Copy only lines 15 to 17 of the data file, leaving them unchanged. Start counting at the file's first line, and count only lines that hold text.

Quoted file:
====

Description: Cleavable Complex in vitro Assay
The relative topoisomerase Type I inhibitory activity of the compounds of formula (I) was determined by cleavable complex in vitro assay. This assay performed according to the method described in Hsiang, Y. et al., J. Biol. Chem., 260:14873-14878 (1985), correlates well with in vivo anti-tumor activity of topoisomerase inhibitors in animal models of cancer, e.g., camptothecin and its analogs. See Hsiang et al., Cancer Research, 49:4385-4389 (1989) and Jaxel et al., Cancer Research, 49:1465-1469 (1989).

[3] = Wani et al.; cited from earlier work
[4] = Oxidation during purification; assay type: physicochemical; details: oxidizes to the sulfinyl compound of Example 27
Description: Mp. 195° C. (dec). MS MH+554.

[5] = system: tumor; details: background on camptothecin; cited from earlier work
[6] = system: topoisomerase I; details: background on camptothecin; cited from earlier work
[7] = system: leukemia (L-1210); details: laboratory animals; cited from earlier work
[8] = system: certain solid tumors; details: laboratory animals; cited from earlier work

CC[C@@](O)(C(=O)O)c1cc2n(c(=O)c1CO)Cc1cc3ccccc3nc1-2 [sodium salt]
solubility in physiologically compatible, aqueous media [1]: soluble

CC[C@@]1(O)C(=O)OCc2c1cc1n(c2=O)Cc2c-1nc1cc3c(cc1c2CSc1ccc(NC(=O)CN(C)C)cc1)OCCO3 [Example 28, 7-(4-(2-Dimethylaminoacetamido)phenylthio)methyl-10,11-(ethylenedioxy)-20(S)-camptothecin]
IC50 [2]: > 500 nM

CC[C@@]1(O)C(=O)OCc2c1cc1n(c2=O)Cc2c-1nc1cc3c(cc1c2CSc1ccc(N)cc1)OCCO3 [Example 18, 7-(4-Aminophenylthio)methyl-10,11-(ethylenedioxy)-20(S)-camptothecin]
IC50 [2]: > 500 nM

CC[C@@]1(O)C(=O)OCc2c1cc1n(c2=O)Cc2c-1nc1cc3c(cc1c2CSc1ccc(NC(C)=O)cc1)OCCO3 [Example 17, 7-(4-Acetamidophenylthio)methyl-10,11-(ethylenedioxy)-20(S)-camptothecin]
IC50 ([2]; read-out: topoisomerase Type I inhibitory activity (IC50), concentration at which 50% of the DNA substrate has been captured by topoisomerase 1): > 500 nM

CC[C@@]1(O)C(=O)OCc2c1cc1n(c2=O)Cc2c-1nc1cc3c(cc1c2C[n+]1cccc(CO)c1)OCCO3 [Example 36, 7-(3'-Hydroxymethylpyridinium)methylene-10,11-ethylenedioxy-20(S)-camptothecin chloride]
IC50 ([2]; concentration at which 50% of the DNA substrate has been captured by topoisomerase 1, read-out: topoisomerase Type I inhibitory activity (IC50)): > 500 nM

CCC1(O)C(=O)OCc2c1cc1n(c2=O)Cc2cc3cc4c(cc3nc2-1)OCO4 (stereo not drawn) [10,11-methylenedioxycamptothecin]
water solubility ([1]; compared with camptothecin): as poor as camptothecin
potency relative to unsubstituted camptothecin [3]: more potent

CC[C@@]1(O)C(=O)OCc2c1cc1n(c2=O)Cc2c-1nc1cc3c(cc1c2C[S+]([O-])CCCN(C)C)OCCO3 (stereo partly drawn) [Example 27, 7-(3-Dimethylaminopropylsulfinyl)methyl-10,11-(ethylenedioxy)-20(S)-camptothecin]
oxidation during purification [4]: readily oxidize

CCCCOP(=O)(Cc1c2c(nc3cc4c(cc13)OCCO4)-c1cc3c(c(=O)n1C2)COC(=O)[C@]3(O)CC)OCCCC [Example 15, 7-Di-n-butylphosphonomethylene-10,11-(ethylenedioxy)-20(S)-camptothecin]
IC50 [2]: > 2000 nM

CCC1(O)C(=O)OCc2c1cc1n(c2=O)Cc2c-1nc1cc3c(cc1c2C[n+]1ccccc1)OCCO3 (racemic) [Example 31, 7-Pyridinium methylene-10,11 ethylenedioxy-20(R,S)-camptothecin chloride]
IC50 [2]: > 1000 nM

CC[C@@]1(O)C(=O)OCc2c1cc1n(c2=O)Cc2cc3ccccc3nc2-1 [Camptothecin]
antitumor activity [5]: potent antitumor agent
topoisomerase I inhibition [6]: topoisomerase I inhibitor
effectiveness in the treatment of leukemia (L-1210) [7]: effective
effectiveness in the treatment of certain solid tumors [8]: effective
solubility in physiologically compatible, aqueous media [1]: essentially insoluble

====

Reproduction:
IC50 [2]: > 500 nM

CC[C@@]1(O)C(=O)OCc2c1cc1n(c2=O)Cc2c-1nc1cc3c(cc1c2CSc1ccc(NC(C)=O)cc1)OCCO3 [Example 17, 7-(4-Acetamidophenylthio)methyl-10,11-(ethylenedioxy)-20(S)-camptothecin]
IC50 ([2]; read-out: topoisomerase Type I inhibitory activity (IC50), concentration at which 50% of the DNA substrate has been captured by topoisomerase 1): > 500 nM